Throughout, Mr. Trump has not just seemed undaunted; he has held up the investigations as a point of pride — a sign that he and his followers are waging a righteous battle against a biased, corrupt law enforcement regime. Mr. Trump has already capitalized, sending a text to his supporters, linking to his donation page: “The Radical Left is corrupt. Return the power to the people! Will you fight with me? Donate.”
This attitude doesn’t stop with Mr. Trump: In Colorado, Tina Peters, who served as a county clerk and thus the top local election official, has been charged with felonies and misdemeanors related to tampering with election equipment, and in multiple other states, officials have been investigated for similar possible offenses as investigators try to get to the bottom of efforts to allow partisan G.O.P. operatives to tamper with voting systems in 2020.
None of these investigations seem to give pause to the Republican leadership or its committed base. To the contrary, brazen lawbreaking is now a political asset for G.O.P. candidates and operatives. Several people involved in Jan. 6 are running for office and winning G.O.P. primaries — with Mr. Trump’s blessing — flaunting their participation in the violent putsch.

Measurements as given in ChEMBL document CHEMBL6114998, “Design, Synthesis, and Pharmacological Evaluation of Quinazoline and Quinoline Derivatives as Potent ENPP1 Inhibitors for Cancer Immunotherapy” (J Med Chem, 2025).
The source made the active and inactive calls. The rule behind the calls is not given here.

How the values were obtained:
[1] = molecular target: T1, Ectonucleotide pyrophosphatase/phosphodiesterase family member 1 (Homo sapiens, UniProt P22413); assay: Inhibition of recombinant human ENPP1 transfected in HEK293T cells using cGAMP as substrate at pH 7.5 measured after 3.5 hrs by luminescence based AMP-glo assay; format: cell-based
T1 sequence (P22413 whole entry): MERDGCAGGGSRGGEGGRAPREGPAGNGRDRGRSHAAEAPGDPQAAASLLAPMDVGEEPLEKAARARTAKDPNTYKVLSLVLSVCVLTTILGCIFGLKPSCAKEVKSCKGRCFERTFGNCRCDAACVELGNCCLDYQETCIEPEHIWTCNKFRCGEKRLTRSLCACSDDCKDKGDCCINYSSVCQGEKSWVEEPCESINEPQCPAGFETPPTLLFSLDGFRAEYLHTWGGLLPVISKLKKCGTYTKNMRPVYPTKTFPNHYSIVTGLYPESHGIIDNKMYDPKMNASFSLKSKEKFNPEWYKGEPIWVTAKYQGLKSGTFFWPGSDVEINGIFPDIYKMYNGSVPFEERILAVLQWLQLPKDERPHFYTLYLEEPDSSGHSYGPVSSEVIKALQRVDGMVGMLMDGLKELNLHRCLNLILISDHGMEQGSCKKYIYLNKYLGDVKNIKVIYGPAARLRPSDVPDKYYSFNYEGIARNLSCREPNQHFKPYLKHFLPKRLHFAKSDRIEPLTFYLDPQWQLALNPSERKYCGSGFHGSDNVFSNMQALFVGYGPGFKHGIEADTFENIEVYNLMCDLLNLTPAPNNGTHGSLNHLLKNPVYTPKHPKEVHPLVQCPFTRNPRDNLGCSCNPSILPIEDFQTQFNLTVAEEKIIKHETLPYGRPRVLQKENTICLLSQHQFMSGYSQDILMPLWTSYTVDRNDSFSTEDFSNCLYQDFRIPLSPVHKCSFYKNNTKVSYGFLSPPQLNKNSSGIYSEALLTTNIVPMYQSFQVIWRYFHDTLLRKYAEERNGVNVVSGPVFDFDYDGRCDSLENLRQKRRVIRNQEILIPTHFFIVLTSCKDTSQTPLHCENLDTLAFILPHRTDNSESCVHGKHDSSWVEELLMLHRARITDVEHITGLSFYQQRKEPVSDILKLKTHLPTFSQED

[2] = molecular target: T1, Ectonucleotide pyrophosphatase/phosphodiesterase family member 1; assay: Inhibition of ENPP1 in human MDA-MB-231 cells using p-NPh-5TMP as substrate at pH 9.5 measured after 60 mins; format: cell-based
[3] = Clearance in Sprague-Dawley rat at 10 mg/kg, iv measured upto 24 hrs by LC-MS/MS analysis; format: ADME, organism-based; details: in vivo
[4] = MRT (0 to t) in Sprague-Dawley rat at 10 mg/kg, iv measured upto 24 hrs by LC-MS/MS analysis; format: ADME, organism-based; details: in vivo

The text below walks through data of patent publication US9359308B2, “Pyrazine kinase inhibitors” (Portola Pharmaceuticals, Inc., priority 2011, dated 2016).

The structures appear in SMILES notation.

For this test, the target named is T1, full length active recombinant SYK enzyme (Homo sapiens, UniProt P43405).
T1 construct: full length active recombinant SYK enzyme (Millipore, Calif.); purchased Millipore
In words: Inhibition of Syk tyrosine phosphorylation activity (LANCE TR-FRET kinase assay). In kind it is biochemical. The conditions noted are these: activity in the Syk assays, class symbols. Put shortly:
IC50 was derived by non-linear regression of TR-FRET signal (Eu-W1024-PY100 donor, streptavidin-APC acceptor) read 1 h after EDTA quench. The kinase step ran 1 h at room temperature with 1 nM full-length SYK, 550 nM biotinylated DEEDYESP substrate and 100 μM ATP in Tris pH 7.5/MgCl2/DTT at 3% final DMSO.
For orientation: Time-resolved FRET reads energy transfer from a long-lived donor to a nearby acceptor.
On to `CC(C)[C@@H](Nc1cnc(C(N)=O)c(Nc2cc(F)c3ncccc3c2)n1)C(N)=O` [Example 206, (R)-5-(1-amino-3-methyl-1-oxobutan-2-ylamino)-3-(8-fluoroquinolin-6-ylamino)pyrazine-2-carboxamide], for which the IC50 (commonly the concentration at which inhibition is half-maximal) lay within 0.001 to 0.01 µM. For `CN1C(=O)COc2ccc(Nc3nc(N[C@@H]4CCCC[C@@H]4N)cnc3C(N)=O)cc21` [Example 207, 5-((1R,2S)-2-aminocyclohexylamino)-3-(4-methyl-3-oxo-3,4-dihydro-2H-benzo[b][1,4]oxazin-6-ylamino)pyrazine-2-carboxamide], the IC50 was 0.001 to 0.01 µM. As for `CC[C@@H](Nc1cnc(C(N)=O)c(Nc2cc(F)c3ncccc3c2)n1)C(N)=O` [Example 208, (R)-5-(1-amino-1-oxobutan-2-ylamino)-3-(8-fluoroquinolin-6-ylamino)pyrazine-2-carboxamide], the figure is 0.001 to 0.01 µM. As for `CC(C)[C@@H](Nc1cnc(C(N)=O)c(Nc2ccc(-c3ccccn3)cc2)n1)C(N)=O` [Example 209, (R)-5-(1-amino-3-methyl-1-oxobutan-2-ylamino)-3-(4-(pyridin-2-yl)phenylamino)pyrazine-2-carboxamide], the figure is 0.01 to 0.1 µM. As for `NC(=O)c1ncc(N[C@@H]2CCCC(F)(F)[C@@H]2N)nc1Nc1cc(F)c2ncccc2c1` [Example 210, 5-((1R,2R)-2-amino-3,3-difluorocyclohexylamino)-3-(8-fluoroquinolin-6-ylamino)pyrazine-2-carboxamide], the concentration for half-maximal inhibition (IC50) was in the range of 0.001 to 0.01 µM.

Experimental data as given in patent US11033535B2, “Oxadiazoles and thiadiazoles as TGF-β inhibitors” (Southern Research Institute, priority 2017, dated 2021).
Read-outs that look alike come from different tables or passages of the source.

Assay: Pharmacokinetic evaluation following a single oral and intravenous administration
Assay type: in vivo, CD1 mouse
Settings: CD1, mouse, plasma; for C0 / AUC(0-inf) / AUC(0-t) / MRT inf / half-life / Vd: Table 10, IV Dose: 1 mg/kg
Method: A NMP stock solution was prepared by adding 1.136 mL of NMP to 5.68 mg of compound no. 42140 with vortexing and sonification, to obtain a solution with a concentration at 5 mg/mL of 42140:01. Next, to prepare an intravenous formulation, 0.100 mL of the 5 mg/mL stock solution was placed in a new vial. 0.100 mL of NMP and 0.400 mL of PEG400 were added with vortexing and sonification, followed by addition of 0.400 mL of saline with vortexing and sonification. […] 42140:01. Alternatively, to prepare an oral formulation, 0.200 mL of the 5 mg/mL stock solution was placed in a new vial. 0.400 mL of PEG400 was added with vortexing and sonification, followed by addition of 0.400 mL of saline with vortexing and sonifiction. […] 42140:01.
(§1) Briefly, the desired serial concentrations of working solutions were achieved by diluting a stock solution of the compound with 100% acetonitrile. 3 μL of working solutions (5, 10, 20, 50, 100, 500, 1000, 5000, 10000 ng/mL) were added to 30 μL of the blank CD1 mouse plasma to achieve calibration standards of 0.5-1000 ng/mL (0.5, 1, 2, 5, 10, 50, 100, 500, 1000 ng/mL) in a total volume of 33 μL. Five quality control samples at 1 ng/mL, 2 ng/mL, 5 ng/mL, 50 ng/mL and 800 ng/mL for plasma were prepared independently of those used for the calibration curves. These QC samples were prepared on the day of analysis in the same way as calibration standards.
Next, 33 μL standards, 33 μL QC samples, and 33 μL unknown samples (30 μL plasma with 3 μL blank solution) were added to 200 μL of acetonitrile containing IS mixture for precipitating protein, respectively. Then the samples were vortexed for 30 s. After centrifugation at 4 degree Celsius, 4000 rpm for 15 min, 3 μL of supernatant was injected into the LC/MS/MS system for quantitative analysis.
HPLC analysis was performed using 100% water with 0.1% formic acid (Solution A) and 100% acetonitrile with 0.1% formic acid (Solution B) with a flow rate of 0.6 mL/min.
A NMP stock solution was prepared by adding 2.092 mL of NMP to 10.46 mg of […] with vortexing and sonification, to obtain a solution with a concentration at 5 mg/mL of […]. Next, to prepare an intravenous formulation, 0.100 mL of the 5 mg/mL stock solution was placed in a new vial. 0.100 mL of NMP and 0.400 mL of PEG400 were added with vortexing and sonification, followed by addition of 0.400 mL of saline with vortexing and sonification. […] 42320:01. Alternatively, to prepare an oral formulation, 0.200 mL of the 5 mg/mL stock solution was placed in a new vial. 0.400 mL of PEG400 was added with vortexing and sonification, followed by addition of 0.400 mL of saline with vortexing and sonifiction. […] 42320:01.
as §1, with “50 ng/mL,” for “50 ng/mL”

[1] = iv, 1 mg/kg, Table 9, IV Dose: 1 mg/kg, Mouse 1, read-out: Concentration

As of last January, at least 57 people who went to the rally, gathered on the Capitol steps or violently invaded that building were campaigning for office around the country, according to Politico. And at least three of them have been charged with crimes relating to the riot. Does this hinder their campaigns? Not in the least. For example, Ryan Kelley, a Republican who unsuccessfully ran for governor of Michigan, told Politico, “As I travel around the state, I’m an insurrectionist to some people.” But, he went on, “you know, to other people, it’s like, ‘That’s why I’m voting for you. Because you walk the walk and you were out there fighting for us.’”
Last week election deniers prevailed in several G.O.P. primaries. In Arizona a former news anchor, Kari Lake, who won the Republican nomination for governor, told reporters that there was fraud even in that race and told her supporters that they “rose up and voted like their lives depended on it.”
And in Michigan, a Republican activist suspected of involvement in a scheme to undermine the results of the 2020 election, Matthew DePerno, is on track to clinch the Republican nomination for state attorney general. (In early 2021 election officials reportedly handed over voting machines to him and other Republican activists trying to substantiate claims of fraud in the election.) Mr. DePerno’s candidacy, like Ms. Lake’s, has been endorsed by Mr. Trump.